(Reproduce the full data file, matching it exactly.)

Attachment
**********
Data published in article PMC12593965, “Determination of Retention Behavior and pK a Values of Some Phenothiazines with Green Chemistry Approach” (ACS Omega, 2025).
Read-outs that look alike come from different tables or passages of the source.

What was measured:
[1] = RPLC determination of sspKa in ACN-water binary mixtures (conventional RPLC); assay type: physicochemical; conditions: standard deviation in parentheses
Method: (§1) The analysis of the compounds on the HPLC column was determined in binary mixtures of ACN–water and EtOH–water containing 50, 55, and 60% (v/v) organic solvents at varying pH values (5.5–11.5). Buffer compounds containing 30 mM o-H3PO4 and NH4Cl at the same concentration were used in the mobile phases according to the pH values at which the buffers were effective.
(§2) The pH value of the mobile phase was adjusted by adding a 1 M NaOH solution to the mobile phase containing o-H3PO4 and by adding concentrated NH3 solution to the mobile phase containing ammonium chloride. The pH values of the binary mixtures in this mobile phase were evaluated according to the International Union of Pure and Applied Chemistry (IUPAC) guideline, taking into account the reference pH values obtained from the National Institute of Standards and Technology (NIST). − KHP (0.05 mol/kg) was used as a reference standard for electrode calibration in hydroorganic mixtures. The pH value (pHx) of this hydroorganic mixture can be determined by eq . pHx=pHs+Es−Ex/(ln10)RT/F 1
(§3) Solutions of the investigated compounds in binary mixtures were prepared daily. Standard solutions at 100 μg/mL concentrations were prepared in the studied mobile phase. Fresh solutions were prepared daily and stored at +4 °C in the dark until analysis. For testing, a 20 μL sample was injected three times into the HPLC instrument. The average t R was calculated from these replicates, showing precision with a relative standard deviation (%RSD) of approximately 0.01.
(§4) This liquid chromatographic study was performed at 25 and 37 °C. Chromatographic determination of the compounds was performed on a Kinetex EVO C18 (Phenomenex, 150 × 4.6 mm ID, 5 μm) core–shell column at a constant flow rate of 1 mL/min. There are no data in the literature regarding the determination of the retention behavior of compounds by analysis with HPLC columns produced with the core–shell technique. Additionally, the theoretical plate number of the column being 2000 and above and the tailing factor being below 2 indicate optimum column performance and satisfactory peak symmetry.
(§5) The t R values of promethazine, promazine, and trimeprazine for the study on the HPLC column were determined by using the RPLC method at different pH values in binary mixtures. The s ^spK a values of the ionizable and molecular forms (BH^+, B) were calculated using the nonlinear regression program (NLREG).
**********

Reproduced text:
Data published in article PMC12593965, “Determination of Retention Behavior and pK a Values of Some Phenothiazines with Green Chemistry Approach” (ACS Omega, 2025).
Read-outs that look alike come from different tables or passages of the source.

What was measured:
[1] = RPLC determination of sspKa in ACN-water binary mixtures (conventional RPLC); assay type: physicochemical; conditions: standard deviation in parentheses
Method: (§1) The analysis of the compounds on the HPLC column was determined in binary mixtures of ACN–water and EtOH–water containing 50, 55, and 60% (v/v) organic solvents at varying pH values (5.5–11.5). Buffer compounds containing 30 mM o-H3PO4 and NH4Cl at the same concentration were used in the mobile phases according to the pH values at which the buffers were effective.
(§2) The pH value of the mobile phase was adjusted by adding a 1 M NaOH solution to the mobile phase containing o-H3PO4 and by adding concentrated NH3 solution to the mobile phase containing ammonium chloride. The pH values of the binary mixtures in this mobile phase were evaluated according to the International Union of Pure and Applied Chemistry (IUPAC) guideline, taking into account the reference pH values obtained from the National Institute of Standards and Technology (NIST). − KHP (0.05 mol/kg) was used as a reference standard for electrode calibration in hydroorganic mixtures. The pH value (pHx) of this hydroorganic mixture can be determined by eq . pHx=pHs+Es−Ex/(ln10)RT/F 1
(§3) Solutions of the investigated compounds in binary mixtures were prepared daily. Standard solutions at 100 μg/mL concentrations were prepared in the studied mobile phase. Fresh solutions were prepared daily and stored at +4 °C in the dark until analysis. For testing, a 20 μL sample was injected three times into the HPLC instrument. The average t R was calculated from these replicates, showing precision with a relative standard deviation (%RSD) of approximately 0.01.
(§4) This liquid chromatographic study was performed at 25 and 37 °C. Chromatographic determination of the compounds was performed on a Kinetex EVO C18 (Phenomenex, 150 × 4.6 mm ID, 5 μm) core–shell column at a constant flow rate of 1 mL/min. There are no data in the literature regarding the determination of the retention behavior of compounds by analysis with HPLC columns produced with the core–shell technique. Additionally, the theoretical plate number of the column being 2000 and above and the tailing factor being below 2 indicate optimum column performance and satisfactory peak symmetry.
(§5) The t R values of promethazine, promazine, and trimeprazine for the study on the HPLC column were determined by using the RPLC method at different pH values in binary mixtures. The s ^spK a values of the ionizable and molecular forms (BH^+, B) were calculated using the nonlinear regression program (NLREG).